This past week, the French senate passed a bill which makes it a crime to deny the Armenian Genocide. Most historians consider the slaughter of 1.5 million Armenians, during the last years of the Ottoman Empire, the globe’s first Genocide. However, Turkey, the Ottoman Empire’s successor state, vehemently denies that a genocide occurred, insisting that Armenians were deported from the area in mass and that killings were rare. Turkey insists that the bill is racist and that it steps upon free speech. Also, Turkey insists that French President Nicholas Sarkozy is trying to appeal to his nation’s 500,000 Christian Armenians. In contrast, France says the bill is part of a long policy to stand up against genocide since the Holocaust.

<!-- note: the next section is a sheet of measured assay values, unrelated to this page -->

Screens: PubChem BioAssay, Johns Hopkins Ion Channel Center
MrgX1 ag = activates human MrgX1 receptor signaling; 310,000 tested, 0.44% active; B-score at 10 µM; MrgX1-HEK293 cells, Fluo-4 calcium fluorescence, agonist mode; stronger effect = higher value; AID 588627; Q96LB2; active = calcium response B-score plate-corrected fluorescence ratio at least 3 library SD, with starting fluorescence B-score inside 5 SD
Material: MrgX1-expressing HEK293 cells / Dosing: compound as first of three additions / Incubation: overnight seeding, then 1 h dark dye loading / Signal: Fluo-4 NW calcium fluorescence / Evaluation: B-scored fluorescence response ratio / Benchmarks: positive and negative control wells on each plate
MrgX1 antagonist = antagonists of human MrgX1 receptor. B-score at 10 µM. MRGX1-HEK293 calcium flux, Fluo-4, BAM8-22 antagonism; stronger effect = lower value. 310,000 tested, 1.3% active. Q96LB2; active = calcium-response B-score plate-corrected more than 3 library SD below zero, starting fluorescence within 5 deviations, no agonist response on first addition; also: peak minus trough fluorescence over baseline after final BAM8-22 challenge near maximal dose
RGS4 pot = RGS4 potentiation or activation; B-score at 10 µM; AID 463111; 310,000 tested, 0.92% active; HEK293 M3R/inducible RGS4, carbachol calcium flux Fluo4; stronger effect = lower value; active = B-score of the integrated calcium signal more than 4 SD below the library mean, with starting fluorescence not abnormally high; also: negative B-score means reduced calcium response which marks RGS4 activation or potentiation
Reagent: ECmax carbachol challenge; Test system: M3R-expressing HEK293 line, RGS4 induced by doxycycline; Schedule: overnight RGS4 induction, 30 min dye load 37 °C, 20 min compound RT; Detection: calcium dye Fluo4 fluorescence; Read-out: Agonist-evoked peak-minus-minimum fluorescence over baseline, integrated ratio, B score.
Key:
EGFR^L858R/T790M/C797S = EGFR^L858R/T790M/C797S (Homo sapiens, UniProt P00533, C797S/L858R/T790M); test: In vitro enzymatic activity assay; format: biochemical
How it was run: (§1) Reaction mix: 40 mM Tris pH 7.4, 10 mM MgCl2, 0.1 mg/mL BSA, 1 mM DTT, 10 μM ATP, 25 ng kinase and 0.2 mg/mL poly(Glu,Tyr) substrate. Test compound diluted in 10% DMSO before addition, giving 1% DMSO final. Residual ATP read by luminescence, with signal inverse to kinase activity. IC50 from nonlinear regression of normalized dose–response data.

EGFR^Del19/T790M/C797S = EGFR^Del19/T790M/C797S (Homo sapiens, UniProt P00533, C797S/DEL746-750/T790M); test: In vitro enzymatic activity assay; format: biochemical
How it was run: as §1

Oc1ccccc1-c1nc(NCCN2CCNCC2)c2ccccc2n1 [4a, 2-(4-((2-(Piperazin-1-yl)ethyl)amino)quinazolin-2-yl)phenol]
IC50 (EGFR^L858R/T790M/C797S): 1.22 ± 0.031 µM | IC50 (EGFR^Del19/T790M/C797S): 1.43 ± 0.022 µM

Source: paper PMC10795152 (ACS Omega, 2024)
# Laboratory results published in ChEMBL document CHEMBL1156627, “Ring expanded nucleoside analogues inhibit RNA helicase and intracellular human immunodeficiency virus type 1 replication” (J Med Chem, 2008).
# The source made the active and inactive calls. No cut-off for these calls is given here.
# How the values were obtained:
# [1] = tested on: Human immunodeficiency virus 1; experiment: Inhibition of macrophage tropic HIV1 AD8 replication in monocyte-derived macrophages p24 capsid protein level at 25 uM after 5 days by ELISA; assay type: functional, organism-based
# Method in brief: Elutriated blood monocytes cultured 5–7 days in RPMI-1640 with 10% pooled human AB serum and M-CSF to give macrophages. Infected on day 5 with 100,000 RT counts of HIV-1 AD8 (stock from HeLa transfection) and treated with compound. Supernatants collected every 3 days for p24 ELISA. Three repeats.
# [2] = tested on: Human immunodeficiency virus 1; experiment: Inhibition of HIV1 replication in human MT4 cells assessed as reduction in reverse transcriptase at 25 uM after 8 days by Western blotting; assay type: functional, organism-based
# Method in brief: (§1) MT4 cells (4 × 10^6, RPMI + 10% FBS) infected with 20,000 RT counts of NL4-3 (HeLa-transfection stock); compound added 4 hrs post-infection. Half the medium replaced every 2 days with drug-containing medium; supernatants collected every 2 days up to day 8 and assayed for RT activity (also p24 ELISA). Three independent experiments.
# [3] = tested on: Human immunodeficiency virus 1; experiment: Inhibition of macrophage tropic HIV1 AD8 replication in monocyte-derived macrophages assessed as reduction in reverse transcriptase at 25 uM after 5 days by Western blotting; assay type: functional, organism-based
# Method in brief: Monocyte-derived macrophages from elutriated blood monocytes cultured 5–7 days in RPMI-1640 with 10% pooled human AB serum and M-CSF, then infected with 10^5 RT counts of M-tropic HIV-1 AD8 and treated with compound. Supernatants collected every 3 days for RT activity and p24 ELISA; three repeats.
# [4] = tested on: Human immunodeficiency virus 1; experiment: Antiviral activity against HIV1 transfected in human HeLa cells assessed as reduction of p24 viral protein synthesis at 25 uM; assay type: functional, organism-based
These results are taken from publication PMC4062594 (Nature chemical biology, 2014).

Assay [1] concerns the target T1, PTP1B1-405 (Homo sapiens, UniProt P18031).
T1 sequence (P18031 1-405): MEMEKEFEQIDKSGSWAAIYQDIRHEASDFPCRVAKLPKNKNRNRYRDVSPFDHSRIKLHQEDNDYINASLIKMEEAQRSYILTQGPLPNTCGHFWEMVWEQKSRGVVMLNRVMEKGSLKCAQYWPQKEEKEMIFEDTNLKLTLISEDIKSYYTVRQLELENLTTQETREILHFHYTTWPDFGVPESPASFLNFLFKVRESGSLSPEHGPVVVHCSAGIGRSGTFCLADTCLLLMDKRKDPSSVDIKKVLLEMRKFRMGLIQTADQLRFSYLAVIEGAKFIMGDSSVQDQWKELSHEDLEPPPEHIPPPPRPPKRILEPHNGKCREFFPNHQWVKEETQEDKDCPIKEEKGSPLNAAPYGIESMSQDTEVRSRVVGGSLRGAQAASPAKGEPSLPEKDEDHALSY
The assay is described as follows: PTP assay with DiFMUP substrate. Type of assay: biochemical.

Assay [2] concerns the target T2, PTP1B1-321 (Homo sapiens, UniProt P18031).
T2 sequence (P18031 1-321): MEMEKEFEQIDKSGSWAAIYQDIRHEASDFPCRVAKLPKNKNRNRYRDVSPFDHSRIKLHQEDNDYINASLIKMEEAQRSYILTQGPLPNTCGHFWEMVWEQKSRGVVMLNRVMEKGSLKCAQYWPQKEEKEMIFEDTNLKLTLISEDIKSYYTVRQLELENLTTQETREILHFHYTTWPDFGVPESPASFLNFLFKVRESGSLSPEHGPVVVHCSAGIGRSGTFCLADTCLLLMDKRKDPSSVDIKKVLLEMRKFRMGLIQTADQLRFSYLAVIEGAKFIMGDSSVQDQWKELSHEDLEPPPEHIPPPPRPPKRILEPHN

The dispute is straining the relationship between Turkey and France. The relationship was already tense due to France’s belief that Turkey should not enter the European Union. France is Turkey’s fifth largest trading partner. It has threatened economic sanctions including disqualification of French companies from public contracts, and cancellation of military, political, and cultural functions. Turkey recalled its ambassador to France and banned the French navy from using its waters.
On the whole, the Turkey-France dispute raises a variety of issues including: To what extent should state’s water down their values to make an ally comfortable? What is the appropriate retaliatory response to another state’s domestic policies?